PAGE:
Paul Bouthellier and Saeed Dubas
Department of Mathematics and Computer Science
University of Pittsburgh-Titusville
Titusville, PA 16354
firstname.lastname@example.org (Ph: 814-827-5672)
email@example.com (Ph: 814-827-4432)
Having taught both mathematics and web design, a logical intersection of these two areas is that of computer graphics and mathematical modeling. Constructing mathematical models for 2- and 3-dimensional objects and showing how they are projected onto a computer screen shows computer science students another use of mathematics and gives math students an additional application of their studies.
The study of computer graphics covers a wide range of mathematical topics: Fourier series, Bézier curves, B-splines, graph theory, cross products, quaternions, rotation matrices, and many more. Entire courses are devoted to the mathematical modeling of real-world objects for computer graphics.
In this talk two objects will be constructed using Geometer's Sketchpad and Java. Geometer's Sketchpad is a geometry package which can be used in courses from algebra onwards. Using Java for modeling presents no problems for students as long as enough set-up examples have been given and a basic outline of the Java program is given. What is so nice about using mathematical modeling for computer graphics is that the mathematics used is so diverse that its study serves as an excellent source of practical examples and projects in many undergraduate (and graduate) courses.
Modeling a No-Smoking Sign-Level Algebra
Student's can first model a no-smoking sign by using Geometer's Sketchpad as follows:
It is now necessary to translate the points created into: outer and inner circles, rectangles representing a cigarette and its embers, ellipses to represents the puffs of smoke, and a polygon consisting of four points in order to create the strike-through.
The major problem that the students had in this project is in translating the coordinates from sketchpad-which follows the conventions of what is taught in algebra (x increases to the left, y increases in the upwards direction, and the origin (0,0) is the intersection of the x- and y-axes) to the coordinates used in Java (x increases to the left, y increases downwards, and the origin (0,0) is the upper left corner of the application). Translating a [-8,8]x[-8,8] sketchpad coordinate system to a 400x400 (pixel) Java application required the following coordinate transformations:
where (x(sketchpad),y(sketchpad)) and (x(java), y(java)) are the (x,y) coordinates in sketchpad and Java respectively.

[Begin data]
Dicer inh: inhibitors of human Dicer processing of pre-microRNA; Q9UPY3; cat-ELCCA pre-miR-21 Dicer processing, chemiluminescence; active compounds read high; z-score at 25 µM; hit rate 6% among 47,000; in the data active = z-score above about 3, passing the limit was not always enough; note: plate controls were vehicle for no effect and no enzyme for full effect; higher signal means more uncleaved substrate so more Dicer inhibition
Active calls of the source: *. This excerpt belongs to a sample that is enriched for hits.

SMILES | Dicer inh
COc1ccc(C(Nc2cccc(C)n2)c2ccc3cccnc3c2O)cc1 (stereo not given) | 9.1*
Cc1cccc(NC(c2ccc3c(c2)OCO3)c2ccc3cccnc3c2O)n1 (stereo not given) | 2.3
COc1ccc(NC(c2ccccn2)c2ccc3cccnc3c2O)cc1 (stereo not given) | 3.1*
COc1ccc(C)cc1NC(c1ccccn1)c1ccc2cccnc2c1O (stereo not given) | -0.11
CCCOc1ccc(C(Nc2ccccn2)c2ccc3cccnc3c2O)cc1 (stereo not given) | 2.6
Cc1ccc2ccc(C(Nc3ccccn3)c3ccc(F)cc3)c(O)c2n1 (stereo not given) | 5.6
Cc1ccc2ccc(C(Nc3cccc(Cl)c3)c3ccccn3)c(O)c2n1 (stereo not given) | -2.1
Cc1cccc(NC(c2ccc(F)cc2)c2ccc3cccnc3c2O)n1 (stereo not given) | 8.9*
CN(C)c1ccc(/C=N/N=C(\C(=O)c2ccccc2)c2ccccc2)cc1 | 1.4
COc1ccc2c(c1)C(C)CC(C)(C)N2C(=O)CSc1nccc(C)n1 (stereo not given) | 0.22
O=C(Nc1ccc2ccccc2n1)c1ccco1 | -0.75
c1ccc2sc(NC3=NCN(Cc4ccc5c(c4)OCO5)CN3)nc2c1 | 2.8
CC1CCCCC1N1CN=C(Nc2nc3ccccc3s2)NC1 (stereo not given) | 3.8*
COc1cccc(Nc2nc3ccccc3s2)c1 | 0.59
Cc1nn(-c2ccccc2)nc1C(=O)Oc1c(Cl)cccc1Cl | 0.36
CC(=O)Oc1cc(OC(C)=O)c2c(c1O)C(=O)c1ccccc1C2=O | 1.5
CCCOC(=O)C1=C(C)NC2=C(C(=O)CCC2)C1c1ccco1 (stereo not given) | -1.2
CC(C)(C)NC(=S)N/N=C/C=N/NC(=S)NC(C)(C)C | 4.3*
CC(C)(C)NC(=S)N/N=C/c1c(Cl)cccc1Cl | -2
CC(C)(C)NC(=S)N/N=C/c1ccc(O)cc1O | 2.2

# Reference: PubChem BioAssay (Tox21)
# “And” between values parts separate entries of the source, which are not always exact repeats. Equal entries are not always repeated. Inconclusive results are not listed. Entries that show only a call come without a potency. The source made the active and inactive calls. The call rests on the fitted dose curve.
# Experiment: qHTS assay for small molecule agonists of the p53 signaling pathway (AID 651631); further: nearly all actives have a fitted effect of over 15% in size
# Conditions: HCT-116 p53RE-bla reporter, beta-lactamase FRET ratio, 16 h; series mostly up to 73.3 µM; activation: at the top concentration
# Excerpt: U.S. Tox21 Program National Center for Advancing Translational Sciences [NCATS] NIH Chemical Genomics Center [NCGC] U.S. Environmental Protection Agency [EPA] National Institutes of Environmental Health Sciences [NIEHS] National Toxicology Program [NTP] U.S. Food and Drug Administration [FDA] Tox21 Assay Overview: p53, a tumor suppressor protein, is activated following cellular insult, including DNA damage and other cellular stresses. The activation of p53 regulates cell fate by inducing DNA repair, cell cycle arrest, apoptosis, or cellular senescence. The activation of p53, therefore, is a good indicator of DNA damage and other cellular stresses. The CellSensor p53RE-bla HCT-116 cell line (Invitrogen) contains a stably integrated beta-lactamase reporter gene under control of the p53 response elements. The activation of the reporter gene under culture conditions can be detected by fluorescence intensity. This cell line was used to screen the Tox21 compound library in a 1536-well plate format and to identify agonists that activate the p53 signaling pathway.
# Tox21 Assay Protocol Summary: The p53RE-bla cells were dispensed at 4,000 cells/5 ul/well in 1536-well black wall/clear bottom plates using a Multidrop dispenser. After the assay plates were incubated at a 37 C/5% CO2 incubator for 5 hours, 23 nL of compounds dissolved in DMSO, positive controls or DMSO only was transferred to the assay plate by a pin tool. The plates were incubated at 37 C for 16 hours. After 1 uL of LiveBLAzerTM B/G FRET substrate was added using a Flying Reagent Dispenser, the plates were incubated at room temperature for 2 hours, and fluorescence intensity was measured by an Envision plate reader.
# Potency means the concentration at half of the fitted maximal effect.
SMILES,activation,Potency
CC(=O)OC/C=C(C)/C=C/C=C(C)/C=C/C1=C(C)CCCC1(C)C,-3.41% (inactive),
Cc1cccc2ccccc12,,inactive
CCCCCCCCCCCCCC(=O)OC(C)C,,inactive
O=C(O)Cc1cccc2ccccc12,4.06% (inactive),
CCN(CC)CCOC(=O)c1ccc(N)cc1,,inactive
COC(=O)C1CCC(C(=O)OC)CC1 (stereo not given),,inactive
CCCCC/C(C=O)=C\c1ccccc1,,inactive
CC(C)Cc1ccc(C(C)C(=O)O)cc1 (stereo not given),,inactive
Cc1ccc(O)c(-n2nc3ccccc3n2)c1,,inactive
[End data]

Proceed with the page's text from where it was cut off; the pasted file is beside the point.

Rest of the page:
After translating the sketchpad points into Java coordinates it became simple to construct the Java application. A portion of the code is shown below:
Ellipse2D.Float outercircle=new Ellipse2D.Float(10F,10F,400F,400F);
Ellipse2D.Float innercircle=new Ellipse2D.Float(48F,48F,325F,325F);
Rectangle2D.Float maincig=new Rectangle2D.Float(135F,193F,210F,35F);
Rectangle2D.Float leftem=new Rectangle2D.Float(98F,193F,12F,35F);
Rectangle2D.Float rightem=new Rectangle2D.Float(115F,193F,12F,35F);
Ellipse2D.Float lower=new Ellipse2D.Float(90F,150F,40F,30F);
Ellipse2D.Float middle=new Ellipse2D.Float(85F,130F,30F,20F);
Ellipse2D.Float upper=new Ellipse2D.Float(80F,110F,20F,10F);
GeneralPath strike=new GeneralPath();
The resulting Java application is shown below:
This project taught students about modeling simple objects with rectangles, circles, ellipses, and polygons. It also required a basic transformation of coordinates. After completing their first projects students are generally interested in going on to more complex projects.
Modeling a Motorcycle-Level Algebra II
Modeling more complex objects require concepts such as curve fitting, rotations, arcs, and angles. I have found that a good mid-level modeling project for students is that of a motorcycle.
The hardest part of modeling such a object for students is figuring out where to start. After trying to model the bike as one large polygon, it was discovered that the best approach was to break the problem into pieces. Hence the following pieces were modeled separately: left wheel, right wheel, main column, tire guard, main body, the seat, the engine, the mirror, back wheel connector, and bike logo.
The parts of the motorcycle were modeled as follows:
left wheel, right wheel: circles
main column, main body, engine, seat, wheel connector, and tire guard: polygons and quadratic polynomials
motorcycle logo: text and a rotation
Once again, as in the nosmoking sign, it was necessary to translate the coordinates from Sketchpad to that of the Java application.
A portion of the resulting code is shown below:
Ellipse2D.Float circlel3=new Ellipse2D.Float(33F,280F,178F,178F);
Ellipse2D.Float circlel2=new Ellipse2D.Float(54F,301F,134F,134F);
Ellipse2D.Float circlel1=new Ellipse2D.Float(95F,342F,47F,47F);
Font usethis= new Font("Serif",Font.PLAIN,32);
GeneralPath seat=new GeneralPath();
The resulting Java application is shown below:
With minor alterations the code of the application can be turned into an applet so students can put their work on the Internet.
Using mathematical modeling and programs such as Java allow for a wide variety of modeling projects. The applications given here are suitable for precalculus students as a start in modeling. Using art packages for 3-dimensional modeling opens up projects that are suitable for students in many classes at all levels.